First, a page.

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ALLOY, or ALLAY. An inferior metal, used with gold. and silver in making coin or public money. Originally, it was one of the allowances known by the name of remedy for errors, in the weight and purity of coins. The practice of making such allowances continued in all European mints after the reasons, upon which they were originally founded, had, in a great measure, ceased. In the imperfection of the art of coining, the mixture of the metals used, and the striking of the coins, could not be effected with, perfect accuracy. There would be some variety in the mixture of metals made at different times, although intended to be in the same proportions, and in different pieces of coin, although struck by the same process and from the same die. But the art of coining metals has now so nearly attained perfection, that such allowances have become, if not altogether, in a great measure at least, unnecessary. The laws of the United States make no allowance for deficiencies of weight. See Report of the Secretary of State of the United States, to the Senate of the U. S., Feb. 22, 1821, pp. 63, 64.
     2. The act of Congress of 2d of April, 1792, sect. 12, directs that the standard for all gold coins of the United States, shall be eleven parts fine to one part of alloy; and sect. 13, that the standard for all silver coins of the United States, shall be one thousand four hundred and eighty-five parts fine, to one hundred and seventy-nine parts alloy. 1 Story's L. U. S. 20. By the act of Congress, 18th Feb. 1831, Sec. 8, it is provided, that the standard for both gold and silver coin of the United States, shall be such, that of one thousand parts by weight, nine hundred shall be of pure metal, and one hundred of alloy; and the alloy of the silver coins shall be of copper, and the alloy of gold coins shall be of copper and silver, provided, that the silver do not exceed one-half of the whole alloy. See also, Smith's Wealth of Nations, vol. i., pp. 49, 50.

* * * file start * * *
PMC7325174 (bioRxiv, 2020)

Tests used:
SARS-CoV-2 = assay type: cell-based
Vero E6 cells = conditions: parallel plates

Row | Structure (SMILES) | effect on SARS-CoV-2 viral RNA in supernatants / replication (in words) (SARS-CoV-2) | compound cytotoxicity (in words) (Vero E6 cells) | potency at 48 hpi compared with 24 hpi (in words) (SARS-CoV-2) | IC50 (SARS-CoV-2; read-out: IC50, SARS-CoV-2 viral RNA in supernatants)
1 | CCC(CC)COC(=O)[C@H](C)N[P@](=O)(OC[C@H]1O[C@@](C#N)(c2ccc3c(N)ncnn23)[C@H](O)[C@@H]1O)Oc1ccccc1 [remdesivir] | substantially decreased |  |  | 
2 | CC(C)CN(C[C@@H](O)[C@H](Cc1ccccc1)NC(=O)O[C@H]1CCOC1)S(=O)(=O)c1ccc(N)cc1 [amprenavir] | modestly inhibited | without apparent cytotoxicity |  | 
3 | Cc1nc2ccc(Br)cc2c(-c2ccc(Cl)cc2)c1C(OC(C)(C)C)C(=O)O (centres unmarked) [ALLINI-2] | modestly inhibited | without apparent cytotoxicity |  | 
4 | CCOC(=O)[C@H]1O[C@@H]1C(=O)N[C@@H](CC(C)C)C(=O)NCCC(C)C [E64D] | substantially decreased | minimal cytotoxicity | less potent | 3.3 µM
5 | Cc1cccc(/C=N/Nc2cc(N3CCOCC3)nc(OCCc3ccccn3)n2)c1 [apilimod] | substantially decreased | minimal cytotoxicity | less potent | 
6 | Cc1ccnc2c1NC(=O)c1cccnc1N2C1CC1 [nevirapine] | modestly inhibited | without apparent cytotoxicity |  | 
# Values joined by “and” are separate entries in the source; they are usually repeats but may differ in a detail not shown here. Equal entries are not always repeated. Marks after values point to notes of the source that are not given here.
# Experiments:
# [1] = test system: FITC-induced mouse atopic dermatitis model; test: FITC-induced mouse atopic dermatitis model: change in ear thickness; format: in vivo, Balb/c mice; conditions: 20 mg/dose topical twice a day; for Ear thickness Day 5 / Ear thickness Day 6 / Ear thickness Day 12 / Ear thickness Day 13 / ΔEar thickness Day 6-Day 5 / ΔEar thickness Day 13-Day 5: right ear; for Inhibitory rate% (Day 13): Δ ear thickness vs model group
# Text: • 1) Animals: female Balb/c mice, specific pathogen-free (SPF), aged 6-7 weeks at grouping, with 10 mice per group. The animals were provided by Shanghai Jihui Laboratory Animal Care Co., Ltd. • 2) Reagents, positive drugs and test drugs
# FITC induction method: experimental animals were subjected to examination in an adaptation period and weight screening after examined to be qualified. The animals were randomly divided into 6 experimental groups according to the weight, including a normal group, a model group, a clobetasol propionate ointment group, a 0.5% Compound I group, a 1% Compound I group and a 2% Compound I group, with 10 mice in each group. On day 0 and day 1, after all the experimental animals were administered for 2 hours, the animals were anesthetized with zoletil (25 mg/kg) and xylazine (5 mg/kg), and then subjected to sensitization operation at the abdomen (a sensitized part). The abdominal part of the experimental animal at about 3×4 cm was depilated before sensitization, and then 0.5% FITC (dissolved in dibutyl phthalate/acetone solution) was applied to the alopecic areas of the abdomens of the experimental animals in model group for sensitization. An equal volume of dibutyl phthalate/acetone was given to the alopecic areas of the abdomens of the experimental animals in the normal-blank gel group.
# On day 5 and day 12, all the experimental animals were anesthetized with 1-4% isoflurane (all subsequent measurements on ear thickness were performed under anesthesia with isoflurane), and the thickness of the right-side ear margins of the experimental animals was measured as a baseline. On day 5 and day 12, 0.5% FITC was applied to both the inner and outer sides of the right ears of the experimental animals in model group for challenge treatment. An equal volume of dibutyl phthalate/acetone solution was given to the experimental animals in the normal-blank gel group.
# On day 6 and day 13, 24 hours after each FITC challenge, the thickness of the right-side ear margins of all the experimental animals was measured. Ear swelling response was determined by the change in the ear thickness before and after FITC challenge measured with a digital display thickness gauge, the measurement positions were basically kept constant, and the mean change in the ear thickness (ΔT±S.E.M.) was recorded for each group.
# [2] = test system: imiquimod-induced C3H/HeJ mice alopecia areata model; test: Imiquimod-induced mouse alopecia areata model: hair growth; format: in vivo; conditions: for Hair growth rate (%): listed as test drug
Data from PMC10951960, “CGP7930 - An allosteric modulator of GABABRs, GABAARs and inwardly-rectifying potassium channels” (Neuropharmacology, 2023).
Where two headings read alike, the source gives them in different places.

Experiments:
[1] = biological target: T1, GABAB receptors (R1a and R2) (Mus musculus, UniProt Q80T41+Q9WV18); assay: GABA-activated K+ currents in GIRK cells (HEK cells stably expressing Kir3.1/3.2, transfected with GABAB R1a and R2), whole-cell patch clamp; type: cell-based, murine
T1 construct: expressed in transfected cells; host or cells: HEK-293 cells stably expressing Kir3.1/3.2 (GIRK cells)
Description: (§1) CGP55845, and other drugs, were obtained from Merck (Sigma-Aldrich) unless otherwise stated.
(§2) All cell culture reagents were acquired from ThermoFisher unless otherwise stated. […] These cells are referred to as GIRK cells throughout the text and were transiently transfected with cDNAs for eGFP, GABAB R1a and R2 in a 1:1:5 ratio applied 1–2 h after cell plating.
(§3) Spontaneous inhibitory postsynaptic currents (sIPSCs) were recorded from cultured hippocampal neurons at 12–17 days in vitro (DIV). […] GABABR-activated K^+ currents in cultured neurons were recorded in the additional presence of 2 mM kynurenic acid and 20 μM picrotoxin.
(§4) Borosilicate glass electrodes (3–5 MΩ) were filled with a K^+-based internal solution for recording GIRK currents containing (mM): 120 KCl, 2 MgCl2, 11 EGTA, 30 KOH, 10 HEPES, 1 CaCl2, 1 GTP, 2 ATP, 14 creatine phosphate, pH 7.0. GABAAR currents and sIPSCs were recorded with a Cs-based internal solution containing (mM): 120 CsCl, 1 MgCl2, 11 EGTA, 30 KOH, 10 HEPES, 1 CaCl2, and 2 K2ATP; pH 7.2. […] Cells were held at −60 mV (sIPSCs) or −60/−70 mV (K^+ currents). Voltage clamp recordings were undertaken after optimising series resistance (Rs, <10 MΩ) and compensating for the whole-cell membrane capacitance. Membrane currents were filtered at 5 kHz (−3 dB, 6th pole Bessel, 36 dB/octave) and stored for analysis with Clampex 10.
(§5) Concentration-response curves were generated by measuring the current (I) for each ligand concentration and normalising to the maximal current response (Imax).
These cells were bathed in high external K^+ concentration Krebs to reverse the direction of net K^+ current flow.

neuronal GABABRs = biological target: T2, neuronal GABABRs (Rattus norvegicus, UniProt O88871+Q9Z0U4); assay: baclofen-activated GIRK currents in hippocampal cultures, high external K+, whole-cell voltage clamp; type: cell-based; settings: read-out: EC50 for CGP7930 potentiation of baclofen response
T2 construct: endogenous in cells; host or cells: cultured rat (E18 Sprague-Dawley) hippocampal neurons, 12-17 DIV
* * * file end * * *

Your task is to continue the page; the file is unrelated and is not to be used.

References in periodicals archive ?
In Figure 5, the pull-out force (POF) adhesion results of brass-coated steel cord in a cobalt-containing compound (the "reference system"), brass-coated steel cord in a cobalt-free compound and Cu-Zn-Co ternary alloy coated steel cord in a cobalt-free compound upon initial adhesion (RC, regular cure) and after steam aging, after 0, 160, 320 and 420 kcycles of cyclic loading, are shown.
MEP surface treatments were effective in increasing surface roughness for ternary alloys with magnetic elements like Cu and Cr, whereas EP surface treatments were marginally less effective on binary and ternary Nitinol alloys without a magnetic ternary element.
1-10) Although the literature concerning ternary alloys is very limited in comparison with that of binary alloys, it has been found that Zn-Ni-Fe alloys are valuable for their leveling action.
In summary, the influence of Mn on the microstructure and the kinetics of the austenite phase transformation in the Fe-Mn-C ternary alloys are investigated.
Topics of the 17 papers on this very important discipline include silicon, the growth of gallium arsenide, computer modeling, indium phosphide, InSb and related ternary alloys, GaN substrates grown under pressure, CMT, sapphires, fluorides, quartz, diamond, silicon carbide and growth under minigravity conditions.
In the early 1970s several binary and ternary alloys were issued as SRMs for microanalysis-a W-20%Mo Alloy (SRM 480) (2), Fe-3Si (SRM 483) (3), the Au-Ag alloys (SRM 481) and Cu-Au Alloys (SRM 482) (4), the Fe-Cr-Ni alloy (SRM 479 and 479 a) (5,6), and a group of four different steels, (SRMs 661- 664).